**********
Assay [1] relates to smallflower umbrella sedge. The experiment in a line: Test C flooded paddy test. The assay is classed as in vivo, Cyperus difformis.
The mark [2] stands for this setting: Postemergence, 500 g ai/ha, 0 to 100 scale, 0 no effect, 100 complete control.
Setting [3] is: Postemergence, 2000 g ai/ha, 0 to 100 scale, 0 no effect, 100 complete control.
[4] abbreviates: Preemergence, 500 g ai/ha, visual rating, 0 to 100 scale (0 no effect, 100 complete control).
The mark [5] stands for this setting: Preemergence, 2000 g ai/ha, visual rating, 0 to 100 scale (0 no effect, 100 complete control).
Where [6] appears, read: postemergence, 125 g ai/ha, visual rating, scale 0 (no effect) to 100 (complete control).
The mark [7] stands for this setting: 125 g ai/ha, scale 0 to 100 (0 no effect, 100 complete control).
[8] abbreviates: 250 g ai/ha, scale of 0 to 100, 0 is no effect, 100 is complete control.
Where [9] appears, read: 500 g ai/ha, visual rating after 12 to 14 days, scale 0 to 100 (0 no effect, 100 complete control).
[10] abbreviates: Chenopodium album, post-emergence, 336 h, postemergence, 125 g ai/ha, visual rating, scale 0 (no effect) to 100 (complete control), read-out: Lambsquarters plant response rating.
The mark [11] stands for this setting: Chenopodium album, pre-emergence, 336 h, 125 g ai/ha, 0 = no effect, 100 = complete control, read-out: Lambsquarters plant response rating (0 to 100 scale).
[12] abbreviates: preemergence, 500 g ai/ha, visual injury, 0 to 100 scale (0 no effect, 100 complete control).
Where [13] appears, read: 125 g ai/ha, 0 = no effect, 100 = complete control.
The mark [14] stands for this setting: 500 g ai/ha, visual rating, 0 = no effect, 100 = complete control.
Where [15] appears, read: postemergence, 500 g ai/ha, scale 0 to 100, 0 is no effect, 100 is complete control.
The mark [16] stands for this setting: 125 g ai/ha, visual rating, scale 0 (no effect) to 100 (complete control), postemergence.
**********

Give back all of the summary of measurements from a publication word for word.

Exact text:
Assay [1] relates to smallflower umbrella sedge. The experiment in a line: Test C flooded paddy test. The assay is classed as in vivo, Cyperus difformis.
The mark [2] stands for this setting: Postemergence, 500 g ai/ha, 0 to 100 scale, 0 no effect, 100 complete control.
Setting [3] is: Postemergence, 2000 g ai/ha, 0 to 100 scale, 0 no effect, 100 complete control.
[4] abbreviates: Preemergence, 500 g ai/ha, visual rating, 0 to 100 scale (0 no effect, 100 complete control).
The mark [5] stands for this setting: Preemergence, 2000 g ai/ha, visual rating, 0 to 100 scale (0 no effect, 100 complete control).
Where [6] appears, read: postemergence, 125 g ai/ha, visual rating, scale 0 (no effect) to 100 (complete control).
The mark [7] stands for this setting: 125 g ai/ha, scale 0 to 100 (0 no effect, 100 complete control).
[8] abbreviates: 250 g ai/ha, scale of 0 to 100, 0 is no effect, 100 is complete control.
Where [9] appears, read: 500 g ai/ha, visual rating after 12 to 14 days, scale 0 to 100 (0 no effect, 100 complete control).
[10] abbreviates: Chenopodium album, post-emergence, 336 h, postemergence, 125 g ai/ha, visual rating, scale 0 (no effect) to 100 (complete control), read-out: Lambsquarters plant response rating.
The mark [11] stands for this setting: Chenopodium album, pre-emergence, 336 h, 125 g ai/ha, 0 = no effect, 100 = complete control, read-out: Lambsquarters plant response rating (0 to 100 scale).
[12] abbreviates: preemergence, 500 g ai/ha, visual injury, 0 to 100 scale (0 no effect, 100 complete control).
Where [13] appears, read: 125 g ai/ha, 0 = no effect, 100 = complete control.
The mark [14] stands for this setting: 500 g ai/ha, visual rating, 0 = no effect, 100 = complete control.
Where [15] appears, read: postemergence, 500 g ai/ha, scale 0 to 100, 0 is no effect, 100 is complete control.
The mark [16] stands for this setting: 125 g ai/ha, visual rating, scale 0 (no effect) to 100 (complete control), postemergence.